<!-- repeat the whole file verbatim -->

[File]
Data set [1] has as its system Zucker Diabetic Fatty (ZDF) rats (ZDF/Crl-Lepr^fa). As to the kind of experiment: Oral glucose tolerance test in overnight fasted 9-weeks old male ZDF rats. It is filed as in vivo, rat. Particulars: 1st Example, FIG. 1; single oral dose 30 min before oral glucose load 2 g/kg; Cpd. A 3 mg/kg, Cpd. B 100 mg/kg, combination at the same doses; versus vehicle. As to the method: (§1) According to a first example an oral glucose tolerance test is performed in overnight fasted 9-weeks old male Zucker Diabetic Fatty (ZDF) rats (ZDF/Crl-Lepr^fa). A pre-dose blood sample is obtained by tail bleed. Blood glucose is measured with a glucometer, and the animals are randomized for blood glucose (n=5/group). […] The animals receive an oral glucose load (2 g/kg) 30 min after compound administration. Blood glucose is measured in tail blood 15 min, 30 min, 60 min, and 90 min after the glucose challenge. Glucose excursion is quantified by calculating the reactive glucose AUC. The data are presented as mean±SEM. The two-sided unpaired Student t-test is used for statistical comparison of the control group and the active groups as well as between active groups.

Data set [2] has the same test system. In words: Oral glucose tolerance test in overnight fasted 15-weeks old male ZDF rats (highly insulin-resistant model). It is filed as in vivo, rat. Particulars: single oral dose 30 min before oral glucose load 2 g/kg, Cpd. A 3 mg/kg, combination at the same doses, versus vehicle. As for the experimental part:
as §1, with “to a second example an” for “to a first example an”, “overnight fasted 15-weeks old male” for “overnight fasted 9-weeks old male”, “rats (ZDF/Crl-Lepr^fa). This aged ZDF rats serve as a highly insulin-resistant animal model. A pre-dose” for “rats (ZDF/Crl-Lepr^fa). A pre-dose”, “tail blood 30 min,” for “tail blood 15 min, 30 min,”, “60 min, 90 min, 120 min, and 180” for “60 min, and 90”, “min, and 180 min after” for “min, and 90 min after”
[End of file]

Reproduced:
Data set [1] has as its system Zucker Diabetic Fatty (ZDF) rats (ZDF/Crl-Lepr^fa). As to the kind of experiment: Oral glucose tolerance test in overnight fasted 9-weeks old male ZDF rats. It is filed as in vivo, rat. Particulars: 1st Example, FIG. 1; single oral dose 30 min before oral glucose load 2 g/kg; Cpd. A 3 mg/kg, Cpd. B 100 mg/kg, combination at the same doses; versus vehicle. As to the method: (§1) According to a first example an oral glucose tolerance test is performed in overnight fasted 9-weeks old male Zucker Diabetic Fatty (ZDF) rats (ZDF/Crl-Lepr^fa). A pre-dose blood sample is obtained by tail bleed. Blood glucose is measured with a glucometer, and the animals are randomized for blood glucose (n=5/group). […] The animals receive an oral glucose load (2 g/kg) 30 min after compound administration. Blood glucose is measured in tail blood 15 min, 30 min, 60 min, and 90 min after the glucose challenge. Glucose excursion is quantified by calculating the reactive glucose AUC. The data are presented as mean±SEM. The two-sided unpaired Student t-test is used for statistical comparison of the control group and the active groups as well as between active groups.

Data set [2] has the same test system. In words: Oral glucose tolerance test in overnight fasted 15-weeks old male ZDF rats (highly insulin-resistant model). It is filed as in vivo, rat. Particulars: single oral dose 30 min before oral glucose load 2 g/kg, Cpd. A 3 mg/kg, combination at the same doses, versus vehicle. As for the experimental part:
as §1, with “to a second example an” for “to a first example an”, “overnight fasted 15-weeks old male” for “overnight fasted 9-weeks old male”, “rats (ZDF/Crl-Lepr^fa). This aged ZDF rats serve as a highly insulin-resistant animal model. A pre-dose” for “rats (ZDF/Crl-Lepr^fa). A pre-dose”, “tail blood 30 min,” for “tail blood 15 min, 30 min,”, “60 min, 90 min, 120 min, and 180” for “60 min, and 90”, “min, and 180 min after” for “min, and 90 min after”